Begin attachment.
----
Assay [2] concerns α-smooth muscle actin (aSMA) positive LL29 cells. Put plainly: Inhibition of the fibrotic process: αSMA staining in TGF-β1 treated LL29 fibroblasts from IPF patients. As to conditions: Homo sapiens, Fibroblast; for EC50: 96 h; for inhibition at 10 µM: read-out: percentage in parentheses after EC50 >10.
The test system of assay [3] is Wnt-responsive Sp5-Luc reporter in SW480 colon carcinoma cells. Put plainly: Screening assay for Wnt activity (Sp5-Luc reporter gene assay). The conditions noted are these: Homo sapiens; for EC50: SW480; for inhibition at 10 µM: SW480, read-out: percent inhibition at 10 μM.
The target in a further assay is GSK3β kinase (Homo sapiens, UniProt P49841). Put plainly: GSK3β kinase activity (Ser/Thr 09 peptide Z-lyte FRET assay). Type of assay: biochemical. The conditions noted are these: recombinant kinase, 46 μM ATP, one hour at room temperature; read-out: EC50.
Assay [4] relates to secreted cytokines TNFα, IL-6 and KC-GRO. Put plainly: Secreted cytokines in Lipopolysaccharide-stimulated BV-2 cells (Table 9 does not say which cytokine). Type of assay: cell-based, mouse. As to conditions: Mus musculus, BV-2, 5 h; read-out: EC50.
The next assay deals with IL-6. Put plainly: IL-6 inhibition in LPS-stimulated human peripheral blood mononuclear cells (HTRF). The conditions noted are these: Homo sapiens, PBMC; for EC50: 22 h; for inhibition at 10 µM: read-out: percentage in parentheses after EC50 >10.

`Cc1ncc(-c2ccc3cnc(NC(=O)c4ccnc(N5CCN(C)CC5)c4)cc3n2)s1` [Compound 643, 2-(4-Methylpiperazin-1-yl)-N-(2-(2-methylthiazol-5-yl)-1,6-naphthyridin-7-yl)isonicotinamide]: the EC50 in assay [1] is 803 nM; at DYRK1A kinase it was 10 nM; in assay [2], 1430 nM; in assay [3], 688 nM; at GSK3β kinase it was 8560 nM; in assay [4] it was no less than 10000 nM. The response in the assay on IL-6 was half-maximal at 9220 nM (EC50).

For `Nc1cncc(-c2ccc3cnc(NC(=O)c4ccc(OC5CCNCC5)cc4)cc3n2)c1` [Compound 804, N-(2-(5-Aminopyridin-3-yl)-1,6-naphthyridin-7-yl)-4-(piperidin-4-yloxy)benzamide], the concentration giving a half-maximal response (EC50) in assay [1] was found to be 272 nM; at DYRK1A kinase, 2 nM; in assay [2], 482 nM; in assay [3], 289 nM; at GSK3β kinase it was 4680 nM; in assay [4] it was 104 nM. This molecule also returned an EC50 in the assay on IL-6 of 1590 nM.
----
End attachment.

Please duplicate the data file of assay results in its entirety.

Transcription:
Assay [2] concerns α-smooth muscle actin (aSMA) positive LL29 cells. Put plainly: Inhibition of the fibrotic process: αSMA staining in TGF-β1 treated LL29 fibroblasts from IPF patients. As to conditions: Homo sapiens, Fibroblast; for EC50: 96 h; for inhibition at 10 µM: read-out: percentage in parentheses after EC50 >10.
The test system of assay [3] is Wnt-responsive Sp5-Luc reporter in SW480 colon carcinoma cells. Put plainly: Screening assay for Wnt activity (Sp5-Luc reporter gene assay). The conditions noted are these: Homo sapiens; for EC50: SW480; for inhibition at 10 µM: SW480, read-out: percent inhibition at 10 μM.
The target in a further assay is GSK3β kinase (Homo sapiens, UniProt P49841). Put plainly: GSK3β kinase activity (Ser/Thr 09 peptide Z-lyte FRET assay). Type of assay: biochemical. The conditions noted are these: recombinant kinase, 46 μM ATP, one hour at room temperature; read-out: EC50.
Assay [4] relates to secreted cytokines TNFα, IL-6 and KC-GRO. Put plainly: Secreted cytokines in Lipopolysaccharide-stimulated BV-2 cells (Table 9 does not say which cytokine). Type of assay: cell-based, mouse. As to conditions: Mus musculus, BV-2, 5 h; read-out: EC50.
The next assay deals with IL-6. Put plainly: IL-6 inhibition in LPS-stimulated human peripheral blood mononuclear cells (HTRF). The conditions noted are these: Homo sapiens, PBMC; for EC50: 22 h; for inhibition at 10 µM: read-out: percentage in parentheses after EC50 >10.

`Cc1ncc(-c2ccc3cnc(NC(=O)c4ccnc(N5CCN(C)CC5)c4)cc3n2)s1` [Compound 643, 2-(4-Methylpiperazin-1-yl)-N-(2-(2-methylthiazol-5-yl)-1,6-naphthyridin-7-yl)isonicotinamide]: the EC50 in assay [1] is 803 nM; at DYRK1A kinase it was 10 nM; in assay [2], 1430 nM; in assay [3], 688 nM; at GSK3β kinase it was 8560 nM; in assay [4] it was no less than 10000 nM. The response in the assay on IL-6 was half-maximal at 9220 nM (EC50).

For `Nc1cncc(-c2ccc3cnc(NC(=O)c4ccc(OC5CCNCC5)cc4)cc3n2)c1` [Compound 804, N-(2-(5-Aminopyridin-3-yl)-1,6-naphthyridin-7-yl)-4-(piperidin-4-yloxy)benzamide], the concentration giving a half-maximal response (EC50) in assay [1] was found to be 272 nM; at DYRK1A kinase, 2 nM; in assay [2], 482 nM; in assay [3], 289 nM; at GSK3β kinase it was 4680 nM; in assay [4] it was 104 nM. This molecule also returned an EC50 in the assay on IL-6 of 1590 nM.